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Bonus payouts to Burbank employees total $4M

Documents show the city has paid out $4 million collectively since July 2007.

July 01, 2011|By Gretchen Meier and Maria Hsin, maria.hsin@latimes.com
  • Burbank City Hall. (File photo)
Burbank City Hall. (File photo)

Hundreds of Burbank city employees have received a collective $4 million in bonuses since July 2007, according to documents the city fought in court to keep out of public view.

A Los Angeles County Superior Court judge in May ordered city officials to release bonus pay amounts for individual employees to the Burbank Leader, which sued to obtain the information after its public records request was denied under the auspice that it would harm employee morale and violate workplace privacy rules.

On Thursday, City Council members noted that they had suspended bonuses for mostly executive-level employees for the coming fiscal year, given a budget in which library upgrades were put off, fire services were reduced and fees were raised.

“As a result of that, we are returning that money to city services which is important,” said Councilwoman Emily Gabel-Luddy said. “Frankly, it was a very important step to take. Actually, it was critical. And we took it.”

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But the majority of employees who received bonuses this past year will continue to be eligible because the pay outs are written into their union contracts. The City Council would have to renegotiate those terms to completely suspend the system.

The records released by city officials reveal a work culture built around that bonus system, which for some employees has amounted to tens of thousands of dollars in the past four years alone.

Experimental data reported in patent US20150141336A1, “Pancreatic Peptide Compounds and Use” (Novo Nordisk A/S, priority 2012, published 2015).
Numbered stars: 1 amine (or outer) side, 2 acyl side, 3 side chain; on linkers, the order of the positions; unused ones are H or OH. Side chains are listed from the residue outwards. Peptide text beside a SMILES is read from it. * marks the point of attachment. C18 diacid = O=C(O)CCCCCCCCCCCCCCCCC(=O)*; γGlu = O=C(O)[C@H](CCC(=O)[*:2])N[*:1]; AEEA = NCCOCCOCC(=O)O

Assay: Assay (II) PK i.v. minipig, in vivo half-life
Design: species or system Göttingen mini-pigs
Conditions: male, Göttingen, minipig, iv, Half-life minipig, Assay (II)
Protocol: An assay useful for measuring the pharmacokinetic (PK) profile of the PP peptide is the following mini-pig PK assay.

Burbank Water and Power General Manager Ron Davis pulled in $79,000 in bonus pay during the four-year period, putting him at the top of the list. Davis’ total salary in 2010 was $263,028.

Public Works Director Bonnie Teaford, who made $207,176 last year, was paid $55,000 in bonuses during the past four years. The directors of Management Services, Information Technology and Library Services each accumulated between $31,500 and $40,000 in bonus pay during the same period, according to the records.

City executives have defended the bonuses as an important tool in retaining top talent, but records show that the annual payouts extend to hundreds of employees, many of them rank-and-file, each year. Over time, the bonuses — which range from $30 to $22,000 at a time — can accumulate and add significantly to their salaries, and the city’s pension obligations.

A $7-million increase in pension costs was singled out as the main contributor to Burbank’s $8.7-million budget gap for this fiscal year.

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